What do men profit by age when their mind has all the faults of childhood and their defects are intensified by time?
When they differ from children only in the size and appearance of their bodies, and are just as unsteady and capricious, eager for pleasure without discrimination, timorous and quiet through fear rather than through natural disposition?
One cannot say that such men differ from children because the latter are greedy for knuckle-bones and nuts and coppers, while the former are greedy for gold and silver and cities; because the latter play amongst themselves at being magistrates, and imitate the purple-edged robe of
State, the lictors’ axes, and the judgment-seat, while the former play with the same things in earnest in the Campus Martius and the courts of justice; because the latter pile up the sand on the seashore into the likeness of houses, and the former, with an air of being engaged in important business, employ themselves in piling up stones and walls and roofs until they have turned what was intended for the protection of the body into a danger to it?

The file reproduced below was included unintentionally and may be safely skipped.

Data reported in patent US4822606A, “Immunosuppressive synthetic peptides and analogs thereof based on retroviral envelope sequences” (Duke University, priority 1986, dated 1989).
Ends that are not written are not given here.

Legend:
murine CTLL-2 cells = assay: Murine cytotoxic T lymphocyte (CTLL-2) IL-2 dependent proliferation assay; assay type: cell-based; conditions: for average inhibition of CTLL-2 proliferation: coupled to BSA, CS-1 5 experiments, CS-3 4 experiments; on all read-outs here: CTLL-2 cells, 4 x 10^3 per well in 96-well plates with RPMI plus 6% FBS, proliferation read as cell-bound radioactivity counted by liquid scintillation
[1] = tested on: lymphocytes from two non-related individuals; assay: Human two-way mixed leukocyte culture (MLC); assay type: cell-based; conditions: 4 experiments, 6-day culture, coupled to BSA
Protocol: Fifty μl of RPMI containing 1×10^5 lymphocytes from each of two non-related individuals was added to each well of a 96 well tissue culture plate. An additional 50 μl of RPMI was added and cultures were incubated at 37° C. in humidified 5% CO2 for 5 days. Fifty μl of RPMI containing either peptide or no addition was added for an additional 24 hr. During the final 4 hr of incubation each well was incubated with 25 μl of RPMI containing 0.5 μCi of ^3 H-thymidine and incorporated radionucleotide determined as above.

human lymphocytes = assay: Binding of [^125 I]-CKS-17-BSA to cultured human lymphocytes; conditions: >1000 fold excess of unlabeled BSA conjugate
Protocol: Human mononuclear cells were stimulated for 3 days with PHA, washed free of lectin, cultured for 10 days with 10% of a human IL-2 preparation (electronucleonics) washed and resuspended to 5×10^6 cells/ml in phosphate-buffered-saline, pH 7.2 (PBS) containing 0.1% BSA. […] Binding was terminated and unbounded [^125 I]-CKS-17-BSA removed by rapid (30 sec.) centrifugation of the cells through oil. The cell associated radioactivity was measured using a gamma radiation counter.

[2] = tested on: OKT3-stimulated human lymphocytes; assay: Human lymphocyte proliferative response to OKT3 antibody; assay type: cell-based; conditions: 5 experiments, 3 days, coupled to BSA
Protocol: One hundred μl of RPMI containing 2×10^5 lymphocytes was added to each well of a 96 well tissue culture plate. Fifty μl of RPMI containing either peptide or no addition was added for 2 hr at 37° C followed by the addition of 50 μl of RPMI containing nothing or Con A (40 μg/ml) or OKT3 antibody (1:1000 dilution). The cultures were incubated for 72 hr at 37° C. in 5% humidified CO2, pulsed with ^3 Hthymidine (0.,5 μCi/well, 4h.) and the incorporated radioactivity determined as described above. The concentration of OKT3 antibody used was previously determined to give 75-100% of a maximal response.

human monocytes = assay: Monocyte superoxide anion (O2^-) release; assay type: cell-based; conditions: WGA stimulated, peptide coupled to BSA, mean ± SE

Children and those more advanced in age both make the same mistake, but the latter deal with different and more important things; the wise man, therefore, is quite justified in treating the affronts which he receives from such men as jokes: and sometimes he corrects them, as he would children, by pain and punishment, not because he has received an injury, but because they have done one and in order that they may do so no more.
Thus we break in animals with stripes, yet we are not angry with them when they refuse to carry their rider, but curb them in order that pain may overcome their obstinacy.
Now, therefore, you know the answer to the question which was put to us, “Why, if the wise man receives neither injury nor insult, he punishes those who do these things?”
He does not revenge himself, but corrects them.